Good evening of Hitchcock

Today's TV

August 13, 1996|By Chris Kaltenbach | Chris Kaltenbach,SUN STAFF

Happy 97th, Mr. Hitchcock, wherever you are.

"Days of Thunder" (8 p.m.-10 p.m., WJZ, Channel 13) -- Tom Cruise races cars around a track, with help from Robert Duvall as his legendary crew chief, Harry Hogge. Ho hum, you say. True, but this is also the movie where Cruise met his eventual leading-lady-for-life (or at least, life for now) Nicole Kidman, who would soon become Mrs. Tom. Here, she plays a neurosurgeon who likes Tom just fine, but isn't crazy about his choice of profession. CBS.

"Caroline in the City" (9: 30 p.m.-10 p.m., WBAL, Channel 11) -- Does Caroline realize how deeply Richard feels for her? Maybe not. Sharon Lawrence, of "NYPD Blue," guest stars. NBC.


"Rear Window" (8 p.m.-10 p.m.), "Marnie" (10 p.m.-12: 30 a.m.), "The Thirty-Nine Steps" (1935 version, 12: 30 a.m.-2 a.m.), "Suspicion" (2 a.m.-4 a.m.) and "Blackmail" (4 a.m.-5: 30 a.m., TCM) -- Hard to go wrong with an entire evening of Hitchcock.

"Wild Bill: Hollywood Maverick" (8 p.m.-10 p.m., repeats 10 p.m.-midnight and midnight-2 a.m., TNT) -- William A. Wellman was a good director who made a handful of great films, including "Wings," "The Public Enemy" and "A Star Is Born." But more important, according to this adoring documentary produced by his son, Wellman was an ornery cuss and one heck of a man's man, once threatening to send Jack Warner to the hospital if he ever found himself alone with the studio boss. This is an interesting look at an interesting life (Wellman was also a WWI fighter pilot) that would have benefited from less talking and more film clips.

"Daniel and Pascoe: An Advancement of Learning" (9 p.m.-11 p.m., repeats 1 a.m.-3 a.m., A&E) -- Nothing better than a case of triple murder among a bunch of upper-class English academic snobs, huh? You'll hear echoes of Alfred Hitchcock's "Rope" throughout this Brit detective yarn. Snappy dialogue and good acting keep things rolling along, although the denouement seems to have more to do with lucky breaks and stupid crooks than good sleuthing.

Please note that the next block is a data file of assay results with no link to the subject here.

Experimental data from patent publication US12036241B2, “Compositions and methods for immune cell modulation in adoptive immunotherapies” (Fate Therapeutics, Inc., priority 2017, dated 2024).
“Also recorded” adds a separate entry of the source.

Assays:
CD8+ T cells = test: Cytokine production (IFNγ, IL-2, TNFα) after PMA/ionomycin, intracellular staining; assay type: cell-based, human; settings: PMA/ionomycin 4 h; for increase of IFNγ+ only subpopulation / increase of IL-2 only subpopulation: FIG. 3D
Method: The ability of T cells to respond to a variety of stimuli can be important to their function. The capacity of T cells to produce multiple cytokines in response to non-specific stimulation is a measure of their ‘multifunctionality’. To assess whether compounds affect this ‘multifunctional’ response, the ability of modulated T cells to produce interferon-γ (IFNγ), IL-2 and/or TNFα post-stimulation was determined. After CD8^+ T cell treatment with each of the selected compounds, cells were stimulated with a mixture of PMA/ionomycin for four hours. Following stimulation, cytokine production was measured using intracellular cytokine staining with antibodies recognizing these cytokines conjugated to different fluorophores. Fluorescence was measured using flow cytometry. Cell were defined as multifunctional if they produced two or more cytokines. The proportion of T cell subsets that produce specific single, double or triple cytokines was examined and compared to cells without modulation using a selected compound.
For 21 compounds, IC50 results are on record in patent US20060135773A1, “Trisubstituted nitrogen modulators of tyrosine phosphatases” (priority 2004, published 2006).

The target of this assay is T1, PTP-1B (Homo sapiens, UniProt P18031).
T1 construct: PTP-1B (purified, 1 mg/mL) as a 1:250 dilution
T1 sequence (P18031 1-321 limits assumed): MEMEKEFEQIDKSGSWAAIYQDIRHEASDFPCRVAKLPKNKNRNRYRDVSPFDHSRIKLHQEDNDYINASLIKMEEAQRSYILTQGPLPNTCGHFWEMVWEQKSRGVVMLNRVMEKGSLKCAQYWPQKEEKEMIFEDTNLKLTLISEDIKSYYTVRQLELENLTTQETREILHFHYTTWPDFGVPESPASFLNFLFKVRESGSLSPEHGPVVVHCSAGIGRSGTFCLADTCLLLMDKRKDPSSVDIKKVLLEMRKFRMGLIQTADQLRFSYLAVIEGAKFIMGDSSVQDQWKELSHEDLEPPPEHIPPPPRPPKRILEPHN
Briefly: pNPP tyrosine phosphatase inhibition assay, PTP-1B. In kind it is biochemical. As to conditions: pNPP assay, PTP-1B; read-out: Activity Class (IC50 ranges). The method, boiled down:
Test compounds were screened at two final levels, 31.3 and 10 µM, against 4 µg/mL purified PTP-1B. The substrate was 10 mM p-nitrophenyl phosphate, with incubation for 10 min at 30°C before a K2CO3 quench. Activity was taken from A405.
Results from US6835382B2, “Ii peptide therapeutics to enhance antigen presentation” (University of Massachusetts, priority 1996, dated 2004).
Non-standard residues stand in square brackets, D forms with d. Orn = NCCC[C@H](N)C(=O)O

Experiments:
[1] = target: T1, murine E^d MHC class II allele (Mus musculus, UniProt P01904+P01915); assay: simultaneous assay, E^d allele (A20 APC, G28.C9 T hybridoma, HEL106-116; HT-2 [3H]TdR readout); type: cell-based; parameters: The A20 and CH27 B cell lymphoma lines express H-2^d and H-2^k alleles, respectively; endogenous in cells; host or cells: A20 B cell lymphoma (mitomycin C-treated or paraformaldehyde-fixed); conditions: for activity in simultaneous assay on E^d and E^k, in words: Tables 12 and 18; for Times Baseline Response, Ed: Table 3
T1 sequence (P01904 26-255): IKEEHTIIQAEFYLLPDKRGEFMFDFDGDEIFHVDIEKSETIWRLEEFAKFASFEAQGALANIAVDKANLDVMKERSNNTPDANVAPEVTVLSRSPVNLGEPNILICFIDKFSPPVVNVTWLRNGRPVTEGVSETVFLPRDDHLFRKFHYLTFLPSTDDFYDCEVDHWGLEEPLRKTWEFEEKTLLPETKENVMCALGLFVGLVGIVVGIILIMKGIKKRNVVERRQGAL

"Bull Durham" (9 p.m.-11 p.m., Lifetime) -- Bar none, this is is the best baseball movie ever made. Kevin Costner is Crash Craddock, a perpetually minor-league slugging catcher who's assigned the task of nurse-maiding a promising young pitcher with a wicked fastball and not an ounce of baseball sense. Susan Sarandon is the local gal who worships at the altar of baseball. Great stuff.

"Ballyhoo: The Hollywood Sideshow" (10: 05 p.m.-11: 05 p.m., repeats 2: 05 a.m.-3: 05 a.m., AMC) -- William Castle and Sam Arkoff never made a movie they couldn't sell -- either through lurid, splashy posters that were 10 times better than the movies themselves, or by such gimmicks as insuring every customer for $5,000, in case someone died of fright. This loving paean to men who regarded schlock as a good thing covers all the bases but suffers from one major miscalculation: having Frankie Avalon as host. His breathless, oh-wow! narration is never better than grating. The real shame is they interview the man who would have served as the perfect narrator: Baltimore's own John Waters.

Pub Date: 8/13/96

Baltimore Sun Articles
Please note the green-lined linked article text has been applied commercially without any involvement from our newsroom editors, reporters or any other editorial staff.